If you want CANopen or DeviceNet products that can inter-work, they need to use process data with the same data types on the receiving and the transmitting side. You can exchange generic signals, such as a 16-bit analog value. If you like that the application functionality is compatible, you need standardized profiles. They define that a specific parameter or object is the motor speed given in meters per second, for example. This interoperability is what system designers like to have. The same is true for my daughters when they communicate by e-mail with their friends. They violate grammar and spelling rules, but they still understand each other. Of course, correct spelling and grammar increase the probability that there is no misunderstanding.

If a real inter-changeability of products is required, you also need to standardize the dynamic behavior of CANopen or DeviceNet products. This has not been done yet. It would freeze technology and offer no add-on value to compete against others-just the price matters, and eventually the quality.

CiA and ODVA have standardized many device, interface, and application profiles for CANopen, respectively DeviceNet. However, the exchangeability is still a challenge, because there are optional functions due to many variants on the market. Therefore, CiA has started to limit the number of functional permutations. The profiles are introducing device classes with different mandatory features. This invites device implementers to provide a reduced number of variants.

Conformance testing is a first proof that a product complies with a communication standard. Interoperability testing evaluates that different products can coexist in a network (not disturbing others) and are functionally compatible. CiA and other consortia organize so-called plug-fests, where prototypes and just released devices are tested on interoperability. CiA is doing this for generic CANopen devices, for special-purpose devices (e.g., for elevators), or for the new CAN FD products. The next CAN FD plug-fest will take place in Detroit at General Motors.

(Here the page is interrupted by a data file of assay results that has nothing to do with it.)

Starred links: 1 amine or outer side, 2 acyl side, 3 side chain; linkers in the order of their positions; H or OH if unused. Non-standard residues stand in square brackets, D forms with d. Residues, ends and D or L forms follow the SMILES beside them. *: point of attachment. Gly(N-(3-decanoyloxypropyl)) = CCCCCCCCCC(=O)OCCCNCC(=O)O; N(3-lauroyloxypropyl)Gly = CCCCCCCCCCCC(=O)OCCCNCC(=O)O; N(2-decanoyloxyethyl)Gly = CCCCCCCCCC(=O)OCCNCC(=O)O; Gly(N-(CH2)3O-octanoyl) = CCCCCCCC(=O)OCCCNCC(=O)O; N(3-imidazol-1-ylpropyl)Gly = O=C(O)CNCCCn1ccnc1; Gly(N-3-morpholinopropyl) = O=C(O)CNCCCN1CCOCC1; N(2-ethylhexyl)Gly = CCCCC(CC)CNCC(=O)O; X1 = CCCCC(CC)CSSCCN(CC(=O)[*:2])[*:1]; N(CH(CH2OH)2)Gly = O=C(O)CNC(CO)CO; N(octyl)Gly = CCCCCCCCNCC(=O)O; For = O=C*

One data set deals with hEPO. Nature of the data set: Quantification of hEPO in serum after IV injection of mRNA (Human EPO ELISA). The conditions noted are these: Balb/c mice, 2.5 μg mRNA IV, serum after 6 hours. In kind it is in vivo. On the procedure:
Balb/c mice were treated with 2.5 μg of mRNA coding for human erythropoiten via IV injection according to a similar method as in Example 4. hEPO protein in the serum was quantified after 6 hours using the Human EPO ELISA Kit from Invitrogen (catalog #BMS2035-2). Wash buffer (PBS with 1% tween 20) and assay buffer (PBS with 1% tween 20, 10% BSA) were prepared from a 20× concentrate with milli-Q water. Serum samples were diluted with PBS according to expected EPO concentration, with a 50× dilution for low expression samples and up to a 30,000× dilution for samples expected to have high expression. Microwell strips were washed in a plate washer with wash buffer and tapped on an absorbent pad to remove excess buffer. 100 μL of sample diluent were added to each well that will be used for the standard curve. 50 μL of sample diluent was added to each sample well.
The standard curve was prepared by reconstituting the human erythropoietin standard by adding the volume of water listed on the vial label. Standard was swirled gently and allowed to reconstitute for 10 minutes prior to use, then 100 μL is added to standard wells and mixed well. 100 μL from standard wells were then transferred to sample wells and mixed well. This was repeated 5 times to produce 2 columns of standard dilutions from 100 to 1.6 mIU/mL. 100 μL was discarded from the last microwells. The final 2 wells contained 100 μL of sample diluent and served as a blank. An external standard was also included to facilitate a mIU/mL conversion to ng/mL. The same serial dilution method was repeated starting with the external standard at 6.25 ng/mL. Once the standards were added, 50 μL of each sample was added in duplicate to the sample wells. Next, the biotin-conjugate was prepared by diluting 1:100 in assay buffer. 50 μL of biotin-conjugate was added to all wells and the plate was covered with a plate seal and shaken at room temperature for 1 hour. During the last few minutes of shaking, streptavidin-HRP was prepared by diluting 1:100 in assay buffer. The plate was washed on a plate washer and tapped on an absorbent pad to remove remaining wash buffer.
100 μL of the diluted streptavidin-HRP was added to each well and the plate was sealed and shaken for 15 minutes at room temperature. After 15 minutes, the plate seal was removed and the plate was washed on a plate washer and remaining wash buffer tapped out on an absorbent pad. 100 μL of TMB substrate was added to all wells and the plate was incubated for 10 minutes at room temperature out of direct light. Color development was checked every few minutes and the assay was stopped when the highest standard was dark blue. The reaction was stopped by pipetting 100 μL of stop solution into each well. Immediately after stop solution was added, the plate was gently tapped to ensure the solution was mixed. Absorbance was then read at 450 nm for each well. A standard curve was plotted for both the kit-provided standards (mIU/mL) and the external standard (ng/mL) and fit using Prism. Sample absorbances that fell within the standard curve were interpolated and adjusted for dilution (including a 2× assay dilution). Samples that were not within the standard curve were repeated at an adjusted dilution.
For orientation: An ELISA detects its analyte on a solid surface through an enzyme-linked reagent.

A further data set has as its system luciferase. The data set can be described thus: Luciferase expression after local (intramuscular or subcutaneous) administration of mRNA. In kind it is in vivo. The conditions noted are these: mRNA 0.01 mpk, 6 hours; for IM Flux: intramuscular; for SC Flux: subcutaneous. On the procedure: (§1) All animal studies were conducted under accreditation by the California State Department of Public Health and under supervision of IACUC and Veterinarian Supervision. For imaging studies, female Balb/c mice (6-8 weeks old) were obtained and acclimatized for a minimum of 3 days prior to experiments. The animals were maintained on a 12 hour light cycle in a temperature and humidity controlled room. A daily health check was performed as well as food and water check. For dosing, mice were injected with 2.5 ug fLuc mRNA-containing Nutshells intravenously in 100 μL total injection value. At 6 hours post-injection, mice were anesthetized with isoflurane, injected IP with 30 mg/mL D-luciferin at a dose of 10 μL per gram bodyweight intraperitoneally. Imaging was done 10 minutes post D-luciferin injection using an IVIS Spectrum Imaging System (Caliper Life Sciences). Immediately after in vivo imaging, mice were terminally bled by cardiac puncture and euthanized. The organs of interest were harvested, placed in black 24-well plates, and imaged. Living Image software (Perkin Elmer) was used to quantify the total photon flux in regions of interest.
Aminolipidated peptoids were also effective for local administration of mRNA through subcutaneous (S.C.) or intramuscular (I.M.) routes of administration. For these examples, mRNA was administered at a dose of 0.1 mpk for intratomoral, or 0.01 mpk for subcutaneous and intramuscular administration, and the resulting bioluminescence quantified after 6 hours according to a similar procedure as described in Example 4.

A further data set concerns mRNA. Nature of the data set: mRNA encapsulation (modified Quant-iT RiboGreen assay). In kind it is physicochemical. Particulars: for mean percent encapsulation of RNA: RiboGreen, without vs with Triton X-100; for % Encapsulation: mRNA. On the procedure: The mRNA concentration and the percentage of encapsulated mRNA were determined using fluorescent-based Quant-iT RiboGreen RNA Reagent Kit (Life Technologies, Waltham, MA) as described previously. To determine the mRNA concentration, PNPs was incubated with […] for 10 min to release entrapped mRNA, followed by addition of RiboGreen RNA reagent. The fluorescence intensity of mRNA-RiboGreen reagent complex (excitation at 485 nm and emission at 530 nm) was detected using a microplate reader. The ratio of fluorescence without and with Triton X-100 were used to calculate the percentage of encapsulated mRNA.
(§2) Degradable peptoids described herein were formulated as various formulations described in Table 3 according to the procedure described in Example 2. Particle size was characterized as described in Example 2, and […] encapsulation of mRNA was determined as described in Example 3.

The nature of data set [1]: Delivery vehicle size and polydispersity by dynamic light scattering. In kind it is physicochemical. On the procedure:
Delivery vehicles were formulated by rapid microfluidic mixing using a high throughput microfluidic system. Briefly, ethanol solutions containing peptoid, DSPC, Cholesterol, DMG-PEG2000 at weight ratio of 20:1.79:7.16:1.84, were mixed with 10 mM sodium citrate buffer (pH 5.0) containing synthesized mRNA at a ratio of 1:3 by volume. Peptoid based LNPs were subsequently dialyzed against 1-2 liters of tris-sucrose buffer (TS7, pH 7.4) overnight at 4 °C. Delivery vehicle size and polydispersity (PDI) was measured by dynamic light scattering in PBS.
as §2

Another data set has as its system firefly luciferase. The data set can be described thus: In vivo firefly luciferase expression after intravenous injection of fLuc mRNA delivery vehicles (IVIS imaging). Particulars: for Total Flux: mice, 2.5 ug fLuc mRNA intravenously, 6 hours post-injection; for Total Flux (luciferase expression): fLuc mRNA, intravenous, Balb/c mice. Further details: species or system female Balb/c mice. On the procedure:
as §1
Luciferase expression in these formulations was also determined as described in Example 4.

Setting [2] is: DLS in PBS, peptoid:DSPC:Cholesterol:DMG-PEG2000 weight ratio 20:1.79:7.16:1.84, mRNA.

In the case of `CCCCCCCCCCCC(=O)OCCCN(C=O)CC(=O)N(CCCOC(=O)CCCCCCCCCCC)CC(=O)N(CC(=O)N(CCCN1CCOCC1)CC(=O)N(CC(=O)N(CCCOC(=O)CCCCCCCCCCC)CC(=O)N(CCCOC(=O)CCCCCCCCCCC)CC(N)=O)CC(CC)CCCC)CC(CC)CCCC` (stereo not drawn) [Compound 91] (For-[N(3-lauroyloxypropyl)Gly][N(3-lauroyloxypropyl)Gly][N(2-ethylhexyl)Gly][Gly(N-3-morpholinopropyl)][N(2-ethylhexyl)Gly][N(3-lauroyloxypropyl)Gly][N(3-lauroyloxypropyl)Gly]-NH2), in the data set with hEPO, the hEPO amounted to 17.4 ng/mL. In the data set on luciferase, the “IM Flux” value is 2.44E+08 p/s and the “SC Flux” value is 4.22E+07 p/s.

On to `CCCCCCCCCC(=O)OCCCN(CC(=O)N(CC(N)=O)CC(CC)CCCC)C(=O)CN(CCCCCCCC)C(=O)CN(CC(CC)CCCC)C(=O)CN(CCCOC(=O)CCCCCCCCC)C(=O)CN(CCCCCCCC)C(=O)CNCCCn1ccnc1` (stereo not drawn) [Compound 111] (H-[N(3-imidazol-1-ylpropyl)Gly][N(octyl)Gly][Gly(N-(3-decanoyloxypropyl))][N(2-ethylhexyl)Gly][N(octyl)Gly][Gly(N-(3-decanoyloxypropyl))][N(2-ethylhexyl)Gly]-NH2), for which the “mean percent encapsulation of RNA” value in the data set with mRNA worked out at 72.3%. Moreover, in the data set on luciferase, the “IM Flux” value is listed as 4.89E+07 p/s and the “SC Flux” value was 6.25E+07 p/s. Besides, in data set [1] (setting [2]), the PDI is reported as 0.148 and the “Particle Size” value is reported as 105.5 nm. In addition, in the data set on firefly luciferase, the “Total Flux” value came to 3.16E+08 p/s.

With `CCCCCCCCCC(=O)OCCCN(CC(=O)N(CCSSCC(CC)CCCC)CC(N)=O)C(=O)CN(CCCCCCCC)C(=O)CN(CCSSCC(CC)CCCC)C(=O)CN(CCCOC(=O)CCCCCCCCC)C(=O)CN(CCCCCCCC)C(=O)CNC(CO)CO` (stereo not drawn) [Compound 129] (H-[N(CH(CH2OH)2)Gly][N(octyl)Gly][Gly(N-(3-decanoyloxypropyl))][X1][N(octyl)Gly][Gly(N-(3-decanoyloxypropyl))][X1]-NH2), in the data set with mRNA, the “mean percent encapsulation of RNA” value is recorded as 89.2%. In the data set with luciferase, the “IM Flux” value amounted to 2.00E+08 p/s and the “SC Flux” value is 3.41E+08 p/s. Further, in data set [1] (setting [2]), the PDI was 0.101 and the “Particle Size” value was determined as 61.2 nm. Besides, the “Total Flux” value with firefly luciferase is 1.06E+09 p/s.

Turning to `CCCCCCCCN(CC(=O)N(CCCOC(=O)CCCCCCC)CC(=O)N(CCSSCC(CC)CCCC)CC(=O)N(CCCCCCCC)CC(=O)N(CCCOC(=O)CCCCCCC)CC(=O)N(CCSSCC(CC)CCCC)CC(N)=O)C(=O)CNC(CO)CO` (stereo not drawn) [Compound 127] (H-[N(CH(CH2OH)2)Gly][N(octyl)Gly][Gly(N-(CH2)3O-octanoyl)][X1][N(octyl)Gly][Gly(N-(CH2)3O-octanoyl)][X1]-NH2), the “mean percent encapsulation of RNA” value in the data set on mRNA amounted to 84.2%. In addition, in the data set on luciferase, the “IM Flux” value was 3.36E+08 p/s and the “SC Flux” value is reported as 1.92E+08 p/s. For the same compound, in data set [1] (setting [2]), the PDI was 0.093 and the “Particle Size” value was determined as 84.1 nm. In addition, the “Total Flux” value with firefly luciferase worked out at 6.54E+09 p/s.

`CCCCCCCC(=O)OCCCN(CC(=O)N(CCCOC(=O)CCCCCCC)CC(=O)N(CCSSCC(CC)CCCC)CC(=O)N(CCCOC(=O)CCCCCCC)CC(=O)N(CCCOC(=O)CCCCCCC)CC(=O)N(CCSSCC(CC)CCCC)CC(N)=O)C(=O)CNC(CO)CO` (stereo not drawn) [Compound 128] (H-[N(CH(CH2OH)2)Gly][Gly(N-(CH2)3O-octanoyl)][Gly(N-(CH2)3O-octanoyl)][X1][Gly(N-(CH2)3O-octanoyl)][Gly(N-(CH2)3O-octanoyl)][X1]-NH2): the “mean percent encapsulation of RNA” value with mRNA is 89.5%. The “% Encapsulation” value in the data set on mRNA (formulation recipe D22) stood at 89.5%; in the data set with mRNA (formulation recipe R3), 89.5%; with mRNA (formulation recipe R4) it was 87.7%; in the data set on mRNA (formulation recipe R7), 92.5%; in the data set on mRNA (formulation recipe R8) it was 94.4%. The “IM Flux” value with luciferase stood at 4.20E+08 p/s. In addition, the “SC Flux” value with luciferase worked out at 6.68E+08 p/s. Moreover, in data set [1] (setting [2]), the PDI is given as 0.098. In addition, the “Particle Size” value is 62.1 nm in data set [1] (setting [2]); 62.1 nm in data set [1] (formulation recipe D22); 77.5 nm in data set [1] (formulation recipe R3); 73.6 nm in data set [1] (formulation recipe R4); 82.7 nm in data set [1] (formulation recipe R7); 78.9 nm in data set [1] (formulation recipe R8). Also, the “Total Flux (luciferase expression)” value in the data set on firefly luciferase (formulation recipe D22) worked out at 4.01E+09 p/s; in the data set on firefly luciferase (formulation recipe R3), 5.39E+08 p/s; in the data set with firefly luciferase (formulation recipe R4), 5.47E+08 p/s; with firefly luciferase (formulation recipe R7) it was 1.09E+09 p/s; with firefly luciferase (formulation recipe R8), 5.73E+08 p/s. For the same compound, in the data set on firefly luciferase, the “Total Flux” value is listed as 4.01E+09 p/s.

- Holger Zeltwanger is managing director, CAN in Automation; edited by Anisa Samarxhiu, digital project manager, Control Engineering, asamarxhiu@cfemedia.com 

Key concepts:

  • Compatibility only says that you can connect the device to the communication network.
  • If you want CANopen or DeviceNet products that can inter-work, they need to use process data with the same data types on the receiving and the transmitting side.
  • Conformance testing is just like spell checking; you proof the grammar and the spelling. This doesn't guarantee that two products passing the conformance testing will understand each other, much like in human communication.

Consider this

How would you test a product to see that it complies with a communication standard?

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Read more from Holger Zeltwanger and learn more about CANopen in the articles below.